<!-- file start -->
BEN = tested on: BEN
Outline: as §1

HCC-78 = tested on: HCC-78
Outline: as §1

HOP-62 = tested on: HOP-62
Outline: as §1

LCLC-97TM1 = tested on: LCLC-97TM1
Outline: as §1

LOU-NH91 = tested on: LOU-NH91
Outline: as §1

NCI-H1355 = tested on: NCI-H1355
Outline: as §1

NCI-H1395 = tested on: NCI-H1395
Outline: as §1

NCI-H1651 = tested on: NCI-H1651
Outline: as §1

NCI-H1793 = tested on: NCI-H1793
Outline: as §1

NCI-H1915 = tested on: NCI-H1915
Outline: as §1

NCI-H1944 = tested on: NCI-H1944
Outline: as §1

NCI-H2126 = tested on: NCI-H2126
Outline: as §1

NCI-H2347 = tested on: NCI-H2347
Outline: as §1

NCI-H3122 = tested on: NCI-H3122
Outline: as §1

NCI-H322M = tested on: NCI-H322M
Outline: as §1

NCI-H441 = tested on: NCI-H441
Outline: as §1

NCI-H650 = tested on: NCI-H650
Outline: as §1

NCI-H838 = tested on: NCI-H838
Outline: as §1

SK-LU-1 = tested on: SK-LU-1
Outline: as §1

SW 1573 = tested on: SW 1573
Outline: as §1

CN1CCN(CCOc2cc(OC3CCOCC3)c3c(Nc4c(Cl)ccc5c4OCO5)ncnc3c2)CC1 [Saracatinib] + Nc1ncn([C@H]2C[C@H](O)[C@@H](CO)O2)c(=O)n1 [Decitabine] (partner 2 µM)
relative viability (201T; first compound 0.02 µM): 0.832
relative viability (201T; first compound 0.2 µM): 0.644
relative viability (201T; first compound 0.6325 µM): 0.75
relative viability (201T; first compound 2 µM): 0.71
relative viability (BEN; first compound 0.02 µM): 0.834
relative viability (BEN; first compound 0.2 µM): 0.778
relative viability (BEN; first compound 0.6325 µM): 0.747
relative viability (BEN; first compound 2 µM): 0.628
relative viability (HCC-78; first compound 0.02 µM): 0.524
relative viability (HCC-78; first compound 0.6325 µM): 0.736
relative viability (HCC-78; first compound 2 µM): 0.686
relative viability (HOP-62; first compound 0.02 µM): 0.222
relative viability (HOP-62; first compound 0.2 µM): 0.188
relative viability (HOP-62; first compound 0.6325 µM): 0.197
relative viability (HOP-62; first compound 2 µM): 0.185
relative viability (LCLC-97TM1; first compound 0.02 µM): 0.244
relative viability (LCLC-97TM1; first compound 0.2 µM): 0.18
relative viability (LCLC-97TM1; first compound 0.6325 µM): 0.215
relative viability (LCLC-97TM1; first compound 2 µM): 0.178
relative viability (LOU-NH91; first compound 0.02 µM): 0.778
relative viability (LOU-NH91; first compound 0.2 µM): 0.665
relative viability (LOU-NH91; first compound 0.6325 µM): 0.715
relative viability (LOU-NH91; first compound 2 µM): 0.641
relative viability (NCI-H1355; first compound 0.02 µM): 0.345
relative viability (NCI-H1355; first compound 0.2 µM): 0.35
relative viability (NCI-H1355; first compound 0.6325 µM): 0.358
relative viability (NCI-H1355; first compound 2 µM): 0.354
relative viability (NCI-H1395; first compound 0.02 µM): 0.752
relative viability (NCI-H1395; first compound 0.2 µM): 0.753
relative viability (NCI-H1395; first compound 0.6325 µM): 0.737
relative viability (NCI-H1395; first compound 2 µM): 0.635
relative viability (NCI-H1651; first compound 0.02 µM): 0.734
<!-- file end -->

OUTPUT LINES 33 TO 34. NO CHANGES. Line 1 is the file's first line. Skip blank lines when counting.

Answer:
NCI-H650 = tested on: NCI-H650
Outline: as §1